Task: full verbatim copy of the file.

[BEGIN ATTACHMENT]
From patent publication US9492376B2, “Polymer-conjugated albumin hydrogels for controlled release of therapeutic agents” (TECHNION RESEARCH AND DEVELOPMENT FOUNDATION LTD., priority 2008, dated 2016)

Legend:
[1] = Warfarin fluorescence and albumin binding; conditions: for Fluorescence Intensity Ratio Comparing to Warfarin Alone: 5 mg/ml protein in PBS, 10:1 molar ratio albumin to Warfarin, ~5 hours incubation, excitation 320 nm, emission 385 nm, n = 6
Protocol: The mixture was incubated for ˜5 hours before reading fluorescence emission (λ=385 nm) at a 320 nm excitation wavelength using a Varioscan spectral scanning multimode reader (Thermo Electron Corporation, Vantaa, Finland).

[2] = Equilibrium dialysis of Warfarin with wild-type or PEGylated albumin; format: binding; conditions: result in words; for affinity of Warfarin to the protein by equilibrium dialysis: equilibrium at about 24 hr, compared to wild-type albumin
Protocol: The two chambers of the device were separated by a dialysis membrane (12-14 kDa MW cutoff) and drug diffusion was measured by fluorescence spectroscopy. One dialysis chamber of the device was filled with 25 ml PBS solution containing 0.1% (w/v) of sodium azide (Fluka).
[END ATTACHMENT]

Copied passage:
From patent publication US9492376B2, “Polymer-conjugated albumin hydrogels for controlled release of therapeutic agents” (TECHNION RESEARCH AND DEVELOPMENT FOUNDATION LTD., priority 2008, dated 2016)

Legend:
[1] = Warfarin fluorescence and albumin binding; conditions: for Fluorescence Intensity Ratio Comparing to Warfarin Alone: 5 mg/ml protein in PBS, 10:1 molar ratio albumin to Warfarin, ~5 hours incubation, excitation 320 nm, emission 385 nm, n = 6
Protocol: The mixture was incubated for ˜5 hours before reading fluorescence emission (λ=385 nm) at a 320 nm excitation wavelength using a Varioscan spectral scanning multimode reader (Thermo Electron Corporation, Vantaa, Finland).

[2] = Equilibrium dialysis of Warfarin with wild-type or PEGylated albumin; format: binding; conditions: result in words; for affinity of Warfarin to the protein by equilibrium dialysis: equilibrium at about 24 hr, compared to wild-type albumin
Protocol: The two chambers of the device were separated by a dialysis membrane (12-14 kDa MW cutoff) and drug diffusion was measured by fluorescence spectroscopy. One dialysis chamber of the device was filled with 25 ml PBS solution containing 0.1% (w/v) of sodium azide (Fluka).